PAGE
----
Vermont assumes a heavy burden in Iraq war
By JOHN CURRAN, Associated Press Writer
BENNINGTON, Vt. – Vermont, a bastion of ex-hippies and Ben & Jerry liberals, has another distinction seemingly at odds with its peace-loving, tie-dyed politics: It has suffered more deaths per capita in the Iraq war than any other state.
Beginning with Chief Warrant Officer 4th Class Erik Halvorsen on April 2, 2003, a total of 22 Vermont men have perished in roadside bombings, firefights, sniper attacks and helicopter crashes during the six-year-long war.
"The losses we've had in Vermont have touched most of the state because we're so close-knit," said Maj. Gen. Michael Dubie, commander of the Vermont National Guard. "Almost everyone knows someone — or they know someone who knows someone — who's been affected by our losses."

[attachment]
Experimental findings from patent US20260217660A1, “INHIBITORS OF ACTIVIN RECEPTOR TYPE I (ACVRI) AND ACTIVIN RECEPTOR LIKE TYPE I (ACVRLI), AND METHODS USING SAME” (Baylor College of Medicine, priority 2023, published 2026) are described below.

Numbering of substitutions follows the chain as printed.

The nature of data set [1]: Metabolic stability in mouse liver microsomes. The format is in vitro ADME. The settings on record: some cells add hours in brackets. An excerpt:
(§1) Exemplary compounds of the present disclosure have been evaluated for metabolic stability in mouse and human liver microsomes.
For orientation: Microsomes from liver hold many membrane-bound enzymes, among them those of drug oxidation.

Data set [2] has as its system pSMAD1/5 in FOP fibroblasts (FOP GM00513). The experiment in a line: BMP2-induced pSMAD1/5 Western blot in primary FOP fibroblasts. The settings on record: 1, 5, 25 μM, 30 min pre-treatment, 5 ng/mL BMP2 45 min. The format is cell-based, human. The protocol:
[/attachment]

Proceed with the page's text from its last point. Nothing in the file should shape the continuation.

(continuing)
The casualties give Vermont, pop. 621,000, a rate of 3.54 deaths per 100,000 people.
The high rate speaks more to Vermont's small size than it does to the actual number of deaths. With such a small population, it doesn't take a large number of deaths to produce a high per-capita rate. Vermont is followed on the list by Montana (2.87), Wyoming (2.57), Nebraska (2.50), and South Dakota (2.46).
The state has lost only one soldier in Afghanistan, ranking 45th in per-capita losses for that war.